Getting Better Gas Mileage
Written by Lee Wyatt (last updated May 28, 2010)
It is common to hear people complain about the rising cost of gas, saying there is nothing that anyone can do to fix this problem. While it may be true that we don't have a direct effect on the cost of gas at the pump, we can lower the overall cost by getting better gas mileage. There are many different things that anyone can do to help increase their odds of getting better gas mileage, no matter what type of vehicle they drive.
- Engine. Basic engine maintenance can help improve your gas mileage. Regularly checking and replacing things such as your air filter, spark plugs, and oil can help increase your vehicle's fuel-efficiency which decreases the cost of gas. Keep your car or truck properly tuned and efficient to avoid your car becoming a rundown, gas guzzling heap.
- Tires. Regularly check the tire pressure on your vehicle and make sure that it is within the proper limits set by the manufacturer. Believe it or not, improperly inflated tires can affect your fuel efficiency by about 7%.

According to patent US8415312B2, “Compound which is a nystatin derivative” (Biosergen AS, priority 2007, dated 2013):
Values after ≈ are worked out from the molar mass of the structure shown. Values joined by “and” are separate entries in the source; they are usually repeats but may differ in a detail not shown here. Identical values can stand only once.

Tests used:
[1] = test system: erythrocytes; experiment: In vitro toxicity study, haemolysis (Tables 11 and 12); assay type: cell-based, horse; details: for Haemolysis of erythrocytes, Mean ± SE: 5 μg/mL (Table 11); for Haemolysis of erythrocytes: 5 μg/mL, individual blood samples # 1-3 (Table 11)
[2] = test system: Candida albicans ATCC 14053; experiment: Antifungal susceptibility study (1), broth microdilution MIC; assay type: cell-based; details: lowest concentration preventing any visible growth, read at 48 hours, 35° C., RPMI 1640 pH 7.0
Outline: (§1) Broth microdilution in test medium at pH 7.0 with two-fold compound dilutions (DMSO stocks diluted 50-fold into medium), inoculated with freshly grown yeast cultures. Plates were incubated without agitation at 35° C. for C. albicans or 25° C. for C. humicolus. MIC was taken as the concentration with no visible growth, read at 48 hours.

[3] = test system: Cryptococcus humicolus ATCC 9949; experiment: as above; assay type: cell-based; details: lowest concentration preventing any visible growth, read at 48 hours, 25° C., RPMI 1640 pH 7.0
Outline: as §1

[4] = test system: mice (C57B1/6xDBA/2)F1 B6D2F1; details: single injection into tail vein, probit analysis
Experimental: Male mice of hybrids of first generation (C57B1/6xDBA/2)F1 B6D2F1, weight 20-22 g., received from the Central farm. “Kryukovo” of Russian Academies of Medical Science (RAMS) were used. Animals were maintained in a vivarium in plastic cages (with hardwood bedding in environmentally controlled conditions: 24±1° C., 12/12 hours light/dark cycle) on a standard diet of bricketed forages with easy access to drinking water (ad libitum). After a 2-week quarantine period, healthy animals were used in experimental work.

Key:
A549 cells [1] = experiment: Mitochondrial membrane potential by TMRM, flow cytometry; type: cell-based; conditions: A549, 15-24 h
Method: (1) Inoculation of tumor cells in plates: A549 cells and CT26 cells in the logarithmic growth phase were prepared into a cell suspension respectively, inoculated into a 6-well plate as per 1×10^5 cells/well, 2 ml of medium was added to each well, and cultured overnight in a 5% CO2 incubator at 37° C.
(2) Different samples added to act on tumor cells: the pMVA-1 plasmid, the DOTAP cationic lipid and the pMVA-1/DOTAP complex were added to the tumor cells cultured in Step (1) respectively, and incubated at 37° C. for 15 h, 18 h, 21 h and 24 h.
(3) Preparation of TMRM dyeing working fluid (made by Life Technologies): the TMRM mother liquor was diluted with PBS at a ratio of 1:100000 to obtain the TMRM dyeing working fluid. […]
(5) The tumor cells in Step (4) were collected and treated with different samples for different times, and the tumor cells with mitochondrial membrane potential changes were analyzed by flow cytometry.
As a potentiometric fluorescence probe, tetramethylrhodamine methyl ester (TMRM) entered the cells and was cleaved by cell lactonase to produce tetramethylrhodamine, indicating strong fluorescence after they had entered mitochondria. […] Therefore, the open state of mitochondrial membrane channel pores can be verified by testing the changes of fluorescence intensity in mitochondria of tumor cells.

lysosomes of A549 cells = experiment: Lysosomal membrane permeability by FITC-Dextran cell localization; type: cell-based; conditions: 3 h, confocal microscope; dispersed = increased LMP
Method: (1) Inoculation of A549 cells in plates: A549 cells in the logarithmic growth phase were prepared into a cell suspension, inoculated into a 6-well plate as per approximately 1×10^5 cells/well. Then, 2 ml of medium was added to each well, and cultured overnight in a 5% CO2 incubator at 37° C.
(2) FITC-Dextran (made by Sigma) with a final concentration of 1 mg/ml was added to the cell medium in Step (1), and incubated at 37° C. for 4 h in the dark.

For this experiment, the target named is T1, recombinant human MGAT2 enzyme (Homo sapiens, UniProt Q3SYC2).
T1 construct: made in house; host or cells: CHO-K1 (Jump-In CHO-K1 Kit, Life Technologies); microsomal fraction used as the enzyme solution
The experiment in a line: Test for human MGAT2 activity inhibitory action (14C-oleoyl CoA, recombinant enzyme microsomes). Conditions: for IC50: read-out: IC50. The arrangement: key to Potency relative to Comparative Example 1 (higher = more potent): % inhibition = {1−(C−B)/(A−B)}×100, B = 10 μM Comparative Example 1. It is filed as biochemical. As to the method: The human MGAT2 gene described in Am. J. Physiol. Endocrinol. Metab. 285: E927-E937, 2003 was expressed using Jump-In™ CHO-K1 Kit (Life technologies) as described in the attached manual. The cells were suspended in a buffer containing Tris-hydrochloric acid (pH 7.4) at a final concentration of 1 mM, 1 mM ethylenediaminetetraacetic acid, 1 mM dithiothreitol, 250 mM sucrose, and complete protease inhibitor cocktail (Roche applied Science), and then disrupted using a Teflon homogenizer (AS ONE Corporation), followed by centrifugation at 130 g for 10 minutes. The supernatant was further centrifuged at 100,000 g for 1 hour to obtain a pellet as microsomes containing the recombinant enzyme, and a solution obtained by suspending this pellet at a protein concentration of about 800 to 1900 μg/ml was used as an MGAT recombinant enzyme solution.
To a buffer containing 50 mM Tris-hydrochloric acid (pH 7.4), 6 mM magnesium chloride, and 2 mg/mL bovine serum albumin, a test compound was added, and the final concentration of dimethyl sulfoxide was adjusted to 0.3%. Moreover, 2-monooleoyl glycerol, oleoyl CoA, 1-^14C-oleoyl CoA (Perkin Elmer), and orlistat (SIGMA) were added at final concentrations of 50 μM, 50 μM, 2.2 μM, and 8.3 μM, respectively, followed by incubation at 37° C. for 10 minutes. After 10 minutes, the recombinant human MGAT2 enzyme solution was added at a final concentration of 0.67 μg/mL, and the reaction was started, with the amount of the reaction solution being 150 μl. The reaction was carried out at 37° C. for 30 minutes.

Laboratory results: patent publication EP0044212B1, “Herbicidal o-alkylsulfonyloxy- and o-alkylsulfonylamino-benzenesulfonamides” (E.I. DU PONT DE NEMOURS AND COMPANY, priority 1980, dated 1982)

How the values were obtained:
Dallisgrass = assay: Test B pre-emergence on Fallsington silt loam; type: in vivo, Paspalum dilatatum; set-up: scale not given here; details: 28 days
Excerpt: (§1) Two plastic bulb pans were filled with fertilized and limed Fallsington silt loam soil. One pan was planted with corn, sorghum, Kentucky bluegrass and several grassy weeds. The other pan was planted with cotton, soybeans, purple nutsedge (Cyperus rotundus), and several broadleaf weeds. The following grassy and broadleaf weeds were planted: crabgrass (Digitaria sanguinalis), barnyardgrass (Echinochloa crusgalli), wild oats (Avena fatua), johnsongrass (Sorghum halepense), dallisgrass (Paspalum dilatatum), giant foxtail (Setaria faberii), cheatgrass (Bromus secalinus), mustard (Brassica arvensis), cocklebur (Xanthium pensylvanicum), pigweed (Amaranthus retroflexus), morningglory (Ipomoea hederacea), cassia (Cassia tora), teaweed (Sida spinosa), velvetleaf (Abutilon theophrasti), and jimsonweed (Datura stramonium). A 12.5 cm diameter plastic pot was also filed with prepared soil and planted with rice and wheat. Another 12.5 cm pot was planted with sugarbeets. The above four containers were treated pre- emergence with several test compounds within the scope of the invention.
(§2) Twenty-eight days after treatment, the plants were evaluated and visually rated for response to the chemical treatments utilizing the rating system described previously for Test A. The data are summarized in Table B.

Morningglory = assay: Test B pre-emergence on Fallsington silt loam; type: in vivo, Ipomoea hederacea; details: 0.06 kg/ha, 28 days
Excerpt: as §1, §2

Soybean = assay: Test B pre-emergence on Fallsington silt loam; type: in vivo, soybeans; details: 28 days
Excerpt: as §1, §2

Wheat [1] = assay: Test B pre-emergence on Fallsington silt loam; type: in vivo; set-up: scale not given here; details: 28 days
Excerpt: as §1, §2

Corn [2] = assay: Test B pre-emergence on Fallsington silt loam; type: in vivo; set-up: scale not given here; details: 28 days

- Gasoline. Unless you have a high-performance vehicle, you probably don't need to use the higher octane types of fuel. Be sure that you have checked the owner's manual and use the type of fuel that is recommended by the manufacturer.
- Preplan. Prior to heading out in your vehicle, take time to preplan what route you will take. Try to stay along the routes that limit going up hills and limit the number of stops you make since both increase your fuel consumption. Also try to run all of your errands in one trip. This limits the number of times you get in your car throughout the day which helps conserve fuel and increases the gas mileage your vehicle gets.
- Speed. When traveling on the highway, operate within or below the speed limit. While it might seem to take longer to get where you want to go, the constant changing of your speed wastes more gas than you save in time, so just set your cruise control and enjoy the ride.
- Clean. A properly washed and waxed vehicle is going to, on average, get about 10% better fuel efficiency than one that is not as clean. Keeping your car properly washed, waxed, and cleaned is going to be pleasing to both the eye and to your wallet.
- Size. The larger your vehicle, the more gasoline it will use to get from point A to point B. Larger engines are, typically, not as fuel-efficient as smaller ones. A Chevy Suburban is not going to be able to go as far on a tank of gas as a Mini Cooper.